Pensions: a million demonstrators, the bar of a successful mobilization?


It’s the magic number. One million demonstrators on January 19 for the first day of rallies against the pension reform. In the JDD, the national secretary of the Communist Party, Fabien Roussel, launched this challenge: “We are still 1 million to break into the street. Only this meeting matters. » For his part, the number 1 of the CGT, Philippe Martinez, affirms it: “It’s obvious, […] there will be at least 1 to 2 million demonstrators according to the unions”.

This figure will obviously be closely scrutinized because it will determine the continuation of the movement against pension reform. Therefore, a half-hearted mobilization would risk strengthening the government in its determination to push forward with its plan. If many unionists refuse to make predictions, many seem confident, especially by various indicators (400,000 signatories of a petition against pension reform, polls against the reform, 200 meeting places announced).

I believe that Thursday’s mobilization will be forceful against this particularly violent reform for the working world.believes Nathalie Verdeil, federal secretary of the CGT. “Looks huge”completes Patricia Drevon, of Force Ouvrière.

Better than December 5, 2019?

The question is not so much whether it will be a success, but the maximum of that success. We think the move will be significant, but we are not betting on the exact indicator. Instead, we put all our energy into trying to amplify that success. », points out Nathalie Verdeil, the national secretary of the CFDT in charge of pensions, who wants to be cautious. Dominique Corona, deputy general secretary of Unsa, wants to be a philosopher: “The government will always say that it is never enough and we that it is a great victory. »

The general co-delegate of Solidaires, Murielle Guilbert, ventures a prognosis: The mobilization of January 19, 2023 risks surpassing that of December 5, 2019. Four years ago, between 800,000 people (according to the police) and 1.5 million demonstrators (according to the CGT) marched in the streets. He was then the most important figure in history when it came to pension reform.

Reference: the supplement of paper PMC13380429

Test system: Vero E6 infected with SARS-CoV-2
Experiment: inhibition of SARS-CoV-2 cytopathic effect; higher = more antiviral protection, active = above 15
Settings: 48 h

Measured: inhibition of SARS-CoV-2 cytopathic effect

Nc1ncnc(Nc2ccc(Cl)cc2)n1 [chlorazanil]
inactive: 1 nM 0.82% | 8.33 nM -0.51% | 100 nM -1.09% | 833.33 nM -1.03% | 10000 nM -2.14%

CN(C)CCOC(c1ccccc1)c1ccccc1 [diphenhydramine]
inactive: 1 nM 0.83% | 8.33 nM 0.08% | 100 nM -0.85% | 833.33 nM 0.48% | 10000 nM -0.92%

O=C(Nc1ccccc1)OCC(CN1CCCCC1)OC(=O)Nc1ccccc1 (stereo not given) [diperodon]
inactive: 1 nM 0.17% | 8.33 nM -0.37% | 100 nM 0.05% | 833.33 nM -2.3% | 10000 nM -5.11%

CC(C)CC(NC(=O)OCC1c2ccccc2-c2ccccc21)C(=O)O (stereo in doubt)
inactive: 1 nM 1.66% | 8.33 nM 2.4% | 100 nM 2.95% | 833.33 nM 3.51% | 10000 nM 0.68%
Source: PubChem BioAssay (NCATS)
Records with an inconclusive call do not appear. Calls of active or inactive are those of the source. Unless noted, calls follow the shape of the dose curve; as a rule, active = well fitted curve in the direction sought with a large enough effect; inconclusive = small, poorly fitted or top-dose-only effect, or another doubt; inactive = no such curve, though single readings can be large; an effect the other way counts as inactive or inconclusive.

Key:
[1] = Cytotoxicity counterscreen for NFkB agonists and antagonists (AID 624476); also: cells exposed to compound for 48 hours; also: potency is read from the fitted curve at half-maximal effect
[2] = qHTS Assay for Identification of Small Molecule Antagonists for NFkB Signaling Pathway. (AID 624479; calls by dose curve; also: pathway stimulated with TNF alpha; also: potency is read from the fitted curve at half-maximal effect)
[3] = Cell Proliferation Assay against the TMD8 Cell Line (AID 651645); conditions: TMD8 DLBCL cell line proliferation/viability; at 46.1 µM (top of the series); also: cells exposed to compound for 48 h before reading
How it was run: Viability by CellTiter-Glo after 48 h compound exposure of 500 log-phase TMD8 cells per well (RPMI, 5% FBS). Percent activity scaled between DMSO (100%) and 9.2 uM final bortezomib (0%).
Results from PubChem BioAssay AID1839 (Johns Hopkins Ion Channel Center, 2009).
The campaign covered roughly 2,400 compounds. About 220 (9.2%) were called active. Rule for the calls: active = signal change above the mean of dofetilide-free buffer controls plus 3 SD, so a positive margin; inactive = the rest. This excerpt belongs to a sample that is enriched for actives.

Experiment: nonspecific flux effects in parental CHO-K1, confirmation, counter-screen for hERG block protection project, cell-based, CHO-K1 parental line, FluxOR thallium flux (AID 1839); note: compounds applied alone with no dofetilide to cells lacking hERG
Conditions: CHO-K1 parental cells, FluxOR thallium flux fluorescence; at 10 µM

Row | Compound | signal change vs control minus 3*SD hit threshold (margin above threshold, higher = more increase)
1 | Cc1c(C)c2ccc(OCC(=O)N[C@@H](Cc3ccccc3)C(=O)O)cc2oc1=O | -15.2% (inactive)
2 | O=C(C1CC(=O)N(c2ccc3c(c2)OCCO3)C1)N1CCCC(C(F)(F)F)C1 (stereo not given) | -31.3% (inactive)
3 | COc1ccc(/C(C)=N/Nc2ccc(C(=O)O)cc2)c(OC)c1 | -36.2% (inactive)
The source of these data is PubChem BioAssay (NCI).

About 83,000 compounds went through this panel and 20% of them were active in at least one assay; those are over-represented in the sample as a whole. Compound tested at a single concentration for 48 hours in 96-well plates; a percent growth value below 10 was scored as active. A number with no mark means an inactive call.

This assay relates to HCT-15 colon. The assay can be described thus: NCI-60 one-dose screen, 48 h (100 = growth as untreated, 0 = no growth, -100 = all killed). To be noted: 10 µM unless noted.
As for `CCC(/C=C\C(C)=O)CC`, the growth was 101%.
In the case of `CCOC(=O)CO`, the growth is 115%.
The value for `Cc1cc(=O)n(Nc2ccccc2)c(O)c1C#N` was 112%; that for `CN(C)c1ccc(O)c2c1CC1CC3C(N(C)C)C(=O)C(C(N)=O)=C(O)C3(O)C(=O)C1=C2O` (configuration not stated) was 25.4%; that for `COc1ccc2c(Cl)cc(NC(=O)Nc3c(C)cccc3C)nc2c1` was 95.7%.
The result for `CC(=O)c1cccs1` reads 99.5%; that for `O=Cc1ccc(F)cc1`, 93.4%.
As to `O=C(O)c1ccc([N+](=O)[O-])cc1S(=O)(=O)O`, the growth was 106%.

In 1995, the first demonstration against the Juppé plan thus mobilized between 500,000 (according to the police) and 1 million people (according to the unions). In 2003, between 250,000 (according to the police) and 500,000 people (according to the CGT) marched in the street, while in 2010, the figure ranged between 400,000 people (according to the police) and 800,000 (according to the CGT ).

A symbolic number

The figure of one million will therefore be particularly symbolic, but it does not determine the entire future of a pension reform bill. As evidence, although the 1995 protest had begun more modestly on November 24, between 1 and 2 million protesters had ended up pounding the pavement by December 12, 1995. On November 16, Prime Minister Alain Juppé, had declared in southwest : “If two million people take to the streets, my government will not survive. » An almost self-fulfilling prediction.

On the other hand, in 2019, the first mobilization had been the largest (800,000 demonstrators, according to the police) and the movement had only waned over the weeks. The success of January 19 will also be determined by the number of sectors on strike, and especially if these movements are of long duration, as in 2019 in RATP and SNCF.

The government has planned a fairly quick discussion in Parliament (February-March) and will try to hold out until the text is approved in the Assembly and the Senate. The inter-union must meet on the evening of January 19 to discuss the consequences of the movement. “We are already thinking about the next actions, says Murielle Guilbert of Solidaires. The idea is that the movement takes a crescendo. It is believed to be the construction of renewable strikes that could derail government reform. »

Source : Le JDD

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